The Secret Life of The Elephant Man is a work of fiction which employs dramatic license for the purpose of entertainment. Nevertheless, the fiction is rooted in fact and is inspired by real events. The Victorian era has always fascinated me, because I believe it is the defining era of modern Britain. At this time, Britain was the world leader in arts, commerce and scientific innovation, commanders of an all-conquering Empire, on which it was believed the sun would never set.
The Victorians loved to ratify and stratify drawing up all sorts of rules and regulations, a practice which extended to their leisure time – formalising the code of play for many of the world’s major sports for example. The British (or should that be English?) class system became truly entrenched and it is easy to regard the Victorian era, with a sort of false nostalgia, as a period of harmony and contentment in ‘knowing where one stood’. It was also an era of bewildering contrasts, where philanthropy, gentility and fair play, were as much a part of everyday life as exploitation, prejudice and brutality.
In Britain and throughout the Western world, there was great concern about so called mental “defectives” undermining humanity, fuelling intense political and scientific debate about the solution. Britain opted for classification and segregation. Parliament’s Idiots Act (1886) drew up the parameters for imbecility and was followed by the Mental Deficiency Act (1913), which led to tens of thousands of British “mental defectives” being sent to institutions.
In the United States of America compulsory sterilisation was approved by dozens of states, typified by the infamous Buck v Bell case. Other “civilised” nations approved similar measures. In Germany of course, the imperative of eliminating the “weak and inferior” was taken to its extreme conclusion.
History is defined by charismatic leaders who inspire legions of followers to enact their will. Who knows how much further Britain would have taken things if someone like Dr Gilbert Greystone had developed the popular touch? Greystone establishes “The League of Decency”, a hugely well liked social purity movement. The ethos of social purity was embodied by one of our Victorian Prime Ministers who, in his early career, reportedly took to the streets on evangelical missions in a bid to convert fallen women, before returning home and atoning for his proximity to sin by self-flagellation.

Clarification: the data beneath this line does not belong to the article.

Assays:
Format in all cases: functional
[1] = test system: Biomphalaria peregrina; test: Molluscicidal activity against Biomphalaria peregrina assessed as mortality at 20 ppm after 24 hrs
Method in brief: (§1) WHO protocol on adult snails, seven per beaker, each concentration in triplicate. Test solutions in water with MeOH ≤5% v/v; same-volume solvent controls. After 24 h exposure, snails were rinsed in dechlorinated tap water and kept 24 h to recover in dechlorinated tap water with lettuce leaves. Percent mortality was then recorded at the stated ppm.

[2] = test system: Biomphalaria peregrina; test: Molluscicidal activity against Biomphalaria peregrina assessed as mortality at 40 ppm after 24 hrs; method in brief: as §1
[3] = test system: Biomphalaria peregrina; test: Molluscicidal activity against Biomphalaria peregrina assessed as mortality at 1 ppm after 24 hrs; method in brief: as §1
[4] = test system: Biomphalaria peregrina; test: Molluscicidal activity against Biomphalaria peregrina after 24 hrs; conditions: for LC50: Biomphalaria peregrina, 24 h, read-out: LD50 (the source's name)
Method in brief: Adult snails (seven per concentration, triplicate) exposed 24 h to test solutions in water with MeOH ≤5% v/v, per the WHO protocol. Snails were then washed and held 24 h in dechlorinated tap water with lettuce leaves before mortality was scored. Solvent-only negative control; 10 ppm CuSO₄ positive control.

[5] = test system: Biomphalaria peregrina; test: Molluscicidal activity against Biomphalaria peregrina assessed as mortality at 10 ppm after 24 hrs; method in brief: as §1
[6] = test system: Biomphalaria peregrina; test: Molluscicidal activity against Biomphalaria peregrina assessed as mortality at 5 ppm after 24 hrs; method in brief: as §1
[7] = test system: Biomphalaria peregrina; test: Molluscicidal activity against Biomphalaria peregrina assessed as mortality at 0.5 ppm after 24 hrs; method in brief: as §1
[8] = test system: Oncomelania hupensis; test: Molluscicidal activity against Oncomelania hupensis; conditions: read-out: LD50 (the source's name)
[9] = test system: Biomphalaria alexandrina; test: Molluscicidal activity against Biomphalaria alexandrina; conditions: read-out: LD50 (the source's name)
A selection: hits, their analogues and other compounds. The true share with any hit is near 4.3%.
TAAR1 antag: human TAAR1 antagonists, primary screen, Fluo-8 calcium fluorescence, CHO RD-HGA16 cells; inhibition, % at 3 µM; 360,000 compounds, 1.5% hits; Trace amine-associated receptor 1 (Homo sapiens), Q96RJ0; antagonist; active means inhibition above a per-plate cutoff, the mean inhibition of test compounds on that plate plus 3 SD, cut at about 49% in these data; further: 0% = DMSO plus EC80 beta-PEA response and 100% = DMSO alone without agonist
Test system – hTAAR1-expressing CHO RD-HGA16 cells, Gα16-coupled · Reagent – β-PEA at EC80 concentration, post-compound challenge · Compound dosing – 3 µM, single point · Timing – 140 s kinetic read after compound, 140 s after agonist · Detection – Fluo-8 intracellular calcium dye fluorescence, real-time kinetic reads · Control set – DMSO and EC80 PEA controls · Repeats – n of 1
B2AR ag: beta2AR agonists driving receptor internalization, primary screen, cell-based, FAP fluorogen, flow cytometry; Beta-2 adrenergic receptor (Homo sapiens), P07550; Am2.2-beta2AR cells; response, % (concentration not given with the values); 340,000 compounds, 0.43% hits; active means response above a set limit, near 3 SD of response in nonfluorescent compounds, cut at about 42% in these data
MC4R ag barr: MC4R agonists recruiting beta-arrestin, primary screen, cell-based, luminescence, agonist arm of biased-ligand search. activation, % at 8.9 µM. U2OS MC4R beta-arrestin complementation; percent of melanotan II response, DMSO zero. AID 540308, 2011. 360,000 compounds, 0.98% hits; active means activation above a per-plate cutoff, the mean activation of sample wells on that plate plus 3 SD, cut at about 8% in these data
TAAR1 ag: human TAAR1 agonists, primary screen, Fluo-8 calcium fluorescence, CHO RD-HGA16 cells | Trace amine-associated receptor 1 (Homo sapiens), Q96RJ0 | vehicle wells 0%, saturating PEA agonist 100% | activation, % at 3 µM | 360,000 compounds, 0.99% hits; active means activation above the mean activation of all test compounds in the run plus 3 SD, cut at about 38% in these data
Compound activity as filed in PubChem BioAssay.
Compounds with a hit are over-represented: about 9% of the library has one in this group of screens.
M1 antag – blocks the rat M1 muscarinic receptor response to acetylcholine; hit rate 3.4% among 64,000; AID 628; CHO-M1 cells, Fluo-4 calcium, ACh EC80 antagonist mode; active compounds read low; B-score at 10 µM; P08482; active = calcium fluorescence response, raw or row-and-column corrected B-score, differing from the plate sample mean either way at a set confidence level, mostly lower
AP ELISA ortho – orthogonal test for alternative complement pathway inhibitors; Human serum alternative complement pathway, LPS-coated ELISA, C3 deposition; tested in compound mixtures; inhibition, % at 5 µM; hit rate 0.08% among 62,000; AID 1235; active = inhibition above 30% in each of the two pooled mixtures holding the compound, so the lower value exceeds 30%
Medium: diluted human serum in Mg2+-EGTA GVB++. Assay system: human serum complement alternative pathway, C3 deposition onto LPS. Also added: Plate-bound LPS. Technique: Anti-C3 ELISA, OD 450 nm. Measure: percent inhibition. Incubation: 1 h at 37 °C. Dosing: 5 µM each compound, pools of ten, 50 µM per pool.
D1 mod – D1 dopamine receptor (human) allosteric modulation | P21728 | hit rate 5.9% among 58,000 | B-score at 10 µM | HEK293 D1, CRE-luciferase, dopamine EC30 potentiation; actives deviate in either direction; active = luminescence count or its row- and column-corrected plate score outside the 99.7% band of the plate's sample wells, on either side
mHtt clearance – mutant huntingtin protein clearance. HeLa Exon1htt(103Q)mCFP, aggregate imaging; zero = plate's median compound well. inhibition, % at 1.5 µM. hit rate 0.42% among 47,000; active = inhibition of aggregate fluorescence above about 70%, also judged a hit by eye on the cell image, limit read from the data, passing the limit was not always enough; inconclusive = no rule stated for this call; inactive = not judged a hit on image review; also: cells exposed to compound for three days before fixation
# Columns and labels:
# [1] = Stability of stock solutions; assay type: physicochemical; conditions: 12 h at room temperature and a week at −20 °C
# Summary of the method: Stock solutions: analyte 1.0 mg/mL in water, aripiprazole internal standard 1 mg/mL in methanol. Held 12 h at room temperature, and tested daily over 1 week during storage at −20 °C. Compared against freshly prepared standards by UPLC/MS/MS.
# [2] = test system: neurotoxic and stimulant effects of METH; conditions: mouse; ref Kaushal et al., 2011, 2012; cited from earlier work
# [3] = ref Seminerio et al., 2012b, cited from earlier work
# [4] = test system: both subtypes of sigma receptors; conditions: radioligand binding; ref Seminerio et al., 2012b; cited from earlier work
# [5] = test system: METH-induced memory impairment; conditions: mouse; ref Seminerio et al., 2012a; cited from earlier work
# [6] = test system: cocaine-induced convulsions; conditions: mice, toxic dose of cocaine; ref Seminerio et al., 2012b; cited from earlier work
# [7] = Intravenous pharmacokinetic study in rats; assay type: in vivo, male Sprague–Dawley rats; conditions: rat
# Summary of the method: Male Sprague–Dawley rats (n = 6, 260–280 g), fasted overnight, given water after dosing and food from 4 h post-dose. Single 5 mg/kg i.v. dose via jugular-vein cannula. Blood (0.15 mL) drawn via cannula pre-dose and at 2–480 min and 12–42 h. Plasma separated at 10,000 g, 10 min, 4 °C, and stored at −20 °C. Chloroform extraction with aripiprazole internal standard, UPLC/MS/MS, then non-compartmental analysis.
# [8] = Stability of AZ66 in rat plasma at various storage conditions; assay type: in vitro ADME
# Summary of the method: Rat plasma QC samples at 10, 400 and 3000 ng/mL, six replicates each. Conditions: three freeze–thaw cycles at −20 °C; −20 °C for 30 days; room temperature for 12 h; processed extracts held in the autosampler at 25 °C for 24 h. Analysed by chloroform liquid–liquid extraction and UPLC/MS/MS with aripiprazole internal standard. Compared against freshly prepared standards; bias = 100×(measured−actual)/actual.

A typical evening with the “League of Decency” would include edifying lectures such as “Marital Hygiene”, “Chastity and Womanhood” and why Britain must fight “Sin with Steel” by deploying the army on the seamiest streets of Whitechapel in a “take no prisoners” mission.
The League of Decency’s rallies are only slightly exaggerated version of real public meetings which were attended by thousands of people throughout Britain. Likewise, Gilbert Greystone is an exaggerated character in his actions (clandestine and illegal sterilisation operations) but, frighteningly enough, his beliefs were par for the era.
“For too long defectives have hidden behind the church.” says Greystone “We are told they have a purpose because they have soul. What poppycock! The British Empire is built on bullets and battleships, steam and steel. A man must produce, or he must perish. His soul has not the value of a can of tin.”
Greystones remarks represent a shift towards a secular society. Because, for all its piety and missionary zeal, the Victorian era was surely the time when industry became a religion in itself, work became more important than existence, and those who could not work, “defectives”, did not have the right to be.
Perhaps the lasting legacy of Joseph Merrick is his humanisation of disability and deformity, at a time when sterilisation was seen as the answer?
But what if Joseph’s affections of piety were an extension of his sideshow persona and that he was not actually a “childlike” creature, but a man with all the attendant qualities of manhood, such as desire? Would that offend public “decency”? Would the establishment be inclined to sway towards Gilbert Greystone? “The Secret Life of The Elephant Man” is the dramatisation of this national dilemma.